In 1976 Porsche treated insiders and fans to two more Le Mans premieres. Jacky Ickx and Gijs van Lennep claimed victory in a Porsche 936 featuring the 2.1-litre boxer turbo engine, which had underlined its potential in 1974, now delivering 550 hp (405 kW). With this triumph, the Belgian and the Dutchman achieved two premieres in the Swabian racer — never had a boxer engine won here. And never with a turbocharged motor. The 936 was, in compliance with the “Group 6” technical regulations for the World Sports Car Championship, a full-blooded race car with a mid-engine and space frame and weighed just 765 kilograms.

Like the 936, the Porsche 935 celebrated a debut in Le Mans. The factory successfully deployed the (930) 911 turbo-based race car in the World Championship for Makes (Group 5). This racing-911 weighed in at 970 kilograms. At work in the rear was a 2.8-litre turbo, which Porsche specified as delivering “at least 590 hp” (434 kW). Driven by Rolf Stommelen and Manfred Schurti, the 935 also proved unstoppable and, clinching fourth overall and winning the “Group 5” classification. With further firsts in “Group 4” for near-standard race cars and in the IMSA GTX class, Porsche netted all winners’ trophies up for grabs in 1976 at Le Mans.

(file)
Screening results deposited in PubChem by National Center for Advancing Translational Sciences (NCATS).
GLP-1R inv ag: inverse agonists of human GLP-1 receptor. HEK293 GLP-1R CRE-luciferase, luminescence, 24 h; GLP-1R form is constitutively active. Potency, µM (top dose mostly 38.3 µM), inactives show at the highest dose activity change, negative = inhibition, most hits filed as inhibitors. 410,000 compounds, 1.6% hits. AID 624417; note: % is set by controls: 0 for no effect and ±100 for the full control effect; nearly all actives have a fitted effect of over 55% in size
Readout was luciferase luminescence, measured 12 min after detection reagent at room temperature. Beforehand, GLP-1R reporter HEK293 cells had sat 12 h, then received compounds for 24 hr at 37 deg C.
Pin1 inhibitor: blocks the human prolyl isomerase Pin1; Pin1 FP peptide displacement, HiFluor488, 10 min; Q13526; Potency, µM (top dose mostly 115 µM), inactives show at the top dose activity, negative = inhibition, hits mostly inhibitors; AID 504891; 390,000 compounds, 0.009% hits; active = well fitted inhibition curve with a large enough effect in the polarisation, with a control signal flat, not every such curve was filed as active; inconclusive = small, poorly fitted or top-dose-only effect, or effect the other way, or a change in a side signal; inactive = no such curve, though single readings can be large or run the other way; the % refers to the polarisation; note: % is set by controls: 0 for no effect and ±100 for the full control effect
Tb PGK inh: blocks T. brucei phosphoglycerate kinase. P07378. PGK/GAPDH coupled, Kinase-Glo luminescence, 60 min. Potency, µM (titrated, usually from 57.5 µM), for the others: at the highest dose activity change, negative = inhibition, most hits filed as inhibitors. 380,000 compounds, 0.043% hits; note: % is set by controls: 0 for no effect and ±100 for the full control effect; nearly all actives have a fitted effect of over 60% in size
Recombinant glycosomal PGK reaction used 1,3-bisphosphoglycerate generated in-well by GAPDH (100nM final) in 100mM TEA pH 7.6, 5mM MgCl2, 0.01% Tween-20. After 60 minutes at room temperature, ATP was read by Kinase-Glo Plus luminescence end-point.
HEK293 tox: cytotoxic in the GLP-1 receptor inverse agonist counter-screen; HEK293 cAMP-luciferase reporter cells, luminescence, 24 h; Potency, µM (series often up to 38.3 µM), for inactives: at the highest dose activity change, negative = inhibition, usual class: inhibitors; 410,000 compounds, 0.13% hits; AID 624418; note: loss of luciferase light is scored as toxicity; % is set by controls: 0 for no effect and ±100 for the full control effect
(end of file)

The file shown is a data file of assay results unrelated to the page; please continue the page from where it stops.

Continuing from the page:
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  1. I’m hoping someone here can fill in some blanks that escaped me over the years. As mentioned in the article, in 1974, Matra used a Porsche gearbox and it was failing. Yes, Porsche “helped” Matra in fixing the box, and thereby assured it’s win over the 2nd place Porsche . But there was more to the story that was politically swepped under the rug. It went something like this—> Either the amount of time required to fix the Matra box, or some other, related “rule” infraction … should have caused the Matra to be disqualified. Porsche knew this, but did not protest the infraction. (As the story goes)….Porsche recognized there was still some political rawness between the French and Germans, and especially that Porsche in motorsports won on French soil with a German car before, as recently as 1971. So…it was “decided” not to protest, which otherwise would have had the 2.1L 911 Turbo win…… and be counted towards Porsche “True” 17 win total at LeMans.

    Can anyone fill-in the blanks ?

  2. I cannot answer the detailed questions that you have, but I believe the political aspect and sportsmanship aspect of Porsche helping. This story is also featured on the Porsche factory website under History, so it is something that they are proud of.

    Another question for anyone: I read somewhere that the frustration with the failure of fifth gear in 1974 LeMans led the factory to specify the massive 4 speed gearbox in the 930/934/935. Fifth gear failed because it was a 915 gearbox and fifth gear was “hanging our the back” and did not tolerate 24 hours of use. My question is, can anyone verify this story, and would Porsche have won overall in 1974 if they had all five gears last the whole race in the RSR 2.1 turbo?